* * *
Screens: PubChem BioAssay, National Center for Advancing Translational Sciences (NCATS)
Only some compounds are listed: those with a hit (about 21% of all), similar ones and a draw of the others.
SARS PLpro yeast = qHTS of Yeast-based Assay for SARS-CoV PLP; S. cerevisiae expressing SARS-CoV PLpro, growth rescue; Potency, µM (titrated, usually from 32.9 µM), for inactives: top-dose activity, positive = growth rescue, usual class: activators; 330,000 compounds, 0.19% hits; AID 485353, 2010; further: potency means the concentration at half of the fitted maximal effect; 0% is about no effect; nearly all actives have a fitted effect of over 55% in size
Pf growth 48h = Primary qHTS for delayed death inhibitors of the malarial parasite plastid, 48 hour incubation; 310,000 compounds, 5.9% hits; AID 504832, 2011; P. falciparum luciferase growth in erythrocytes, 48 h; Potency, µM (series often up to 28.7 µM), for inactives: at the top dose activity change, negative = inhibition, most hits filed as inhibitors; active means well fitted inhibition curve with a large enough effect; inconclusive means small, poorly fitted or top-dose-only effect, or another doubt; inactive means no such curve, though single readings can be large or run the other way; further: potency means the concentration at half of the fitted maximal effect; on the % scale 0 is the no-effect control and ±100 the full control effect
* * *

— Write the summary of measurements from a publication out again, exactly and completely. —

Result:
Screens: PubChem BioAssay, National Center for Advancing Translational Sciences (NCATS)
Only some compounds are listed: those with a hit (about 21% of all), similar ones and a draw of the others.
SARS PLpro yeast = qHTS of Yeast-based Assay for SARS-CoV PLP; S. cerevisiae expressing SARS-CoV PLpro, growth rescue; Potency, µM (titrated, usually from 32.9 µM), for inactives: top-dose activity, positive = growth rescue, usual class: activators; 330,000 compounds, 0.19% hits; AID 485353, 2010; further: potency means the concentration at half of the fitted maximal effect; 0% is about no effect; nearly all actives have a fitted effect of over 55% in size
Pf growth 48h = Primary qHTS for delayed death inhibitors of the malarial parasite plastid, 48 hour incubation; 310,000 compounds, 5.9% hits; AID 504832, 2011; P. falciparum luciferase growth in erythrocytes, 48 h; Potency, µM (series often up to 28.7 µM), for inactives: at the top dose activity change, negative = inhibition, most hits filed as inhibitors; active means well fitted inhibition curve with a large enough effect; inconclusive means small, poorly fitted or top-dose-only effect, or another doubt; inactive means no such curve, though single readings can be large or run the other way; further: potency means the concentration at half of the fitted maximal effect; on the % scale 0 is the no-effect control and ±100 the full control effect